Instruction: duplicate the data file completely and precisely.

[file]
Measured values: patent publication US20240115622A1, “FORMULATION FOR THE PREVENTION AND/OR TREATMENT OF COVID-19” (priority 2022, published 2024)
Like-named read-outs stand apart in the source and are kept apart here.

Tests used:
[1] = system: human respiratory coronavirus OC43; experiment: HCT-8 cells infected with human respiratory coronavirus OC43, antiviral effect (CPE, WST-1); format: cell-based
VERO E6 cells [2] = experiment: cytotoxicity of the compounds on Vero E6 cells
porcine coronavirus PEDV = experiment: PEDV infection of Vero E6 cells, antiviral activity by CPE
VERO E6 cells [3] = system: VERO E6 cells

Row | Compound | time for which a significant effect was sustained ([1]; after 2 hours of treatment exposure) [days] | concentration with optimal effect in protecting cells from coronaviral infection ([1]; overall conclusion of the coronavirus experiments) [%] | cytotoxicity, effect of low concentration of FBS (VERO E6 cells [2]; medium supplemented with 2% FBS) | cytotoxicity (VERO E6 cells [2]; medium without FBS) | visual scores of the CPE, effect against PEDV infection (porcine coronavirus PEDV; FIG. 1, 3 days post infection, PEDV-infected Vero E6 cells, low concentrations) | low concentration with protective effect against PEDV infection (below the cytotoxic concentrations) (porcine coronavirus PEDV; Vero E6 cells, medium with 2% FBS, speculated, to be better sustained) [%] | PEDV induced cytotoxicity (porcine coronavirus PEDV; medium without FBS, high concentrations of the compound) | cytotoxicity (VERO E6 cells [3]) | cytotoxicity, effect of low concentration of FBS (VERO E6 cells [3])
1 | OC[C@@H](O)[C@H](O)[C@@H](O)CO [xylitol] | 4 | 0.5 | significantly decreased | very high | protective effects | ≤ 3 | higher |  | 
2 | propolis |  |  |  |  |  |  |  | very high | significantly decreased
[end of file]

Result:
Measured values: patent publication US20240115622A1, “FORMULATION FOR THE PREVENTION AND/OR TREATMENT OF COVID-19” (priority 2022, published 2024)
Like-named read-outs stand apart in the source and are kept apart here.

Tests used:
[1] = system: human respiratory coronavirus OC43; experiment: HCT-8 cells infected with human respiratory coronavirus OC43, antiviral effect (CPE, WST-1); format: cell-based
VERO E6 cells [2] = experiment: cytotoxicity of the compounds on Vero E6 cells
porcine coronavirus PEDV = experiment: PEDV infection of Vero E6 cells, antiviral activity by CPE
VERO E6 cells [3] = system: VERO E6 cells

Row | Compound | time for which a significant effect was sustained ([1]; after 2 hours of treatment exposure) [days] | concentration with optimal effect in protecting cells from coronaviral infection ([1]; overall conclusion of the coronavirus experiments) [%] | cytotoxicity, effect of low concentration of FBS (VERO E6 cells [2]; medium supplemented with 2% FBS) | cytotoxicity (VERO E6 cells [2]; medium without FBS) | visual scores of the CPE, effect against PEDV infection (porcine coronavirus PEDV; FIG. 1, 3 days post infection, PEDV-infected Vero E6 cells, low concentrations) | low concentration with protective effect against PEDV infection (below the cytotoxic concentrations) (porcine coronavirus PEDV; Vero E6 cells, medium with 2% FBS, speculated, to be better sustained) [%] | PEDV induced cytotoxicity (porcine coronavirus PEDV; medium without FBS, high concentrations of the compound) | cytotoxicity (VERO E6 cells [3]) | cytotoxicity, effect of low concentration of FBS (VERO E6 cells [3])
1 | OC[C@@H](O)[C@H](O)[C@@H](O)CO [xylitol] | 4 | 0.5 | significantly decreased | very high | protective effects | ≤ 3 | higher |  | 
2 | propolis |  |  |  |  |  |  |  | very high | significantly decreased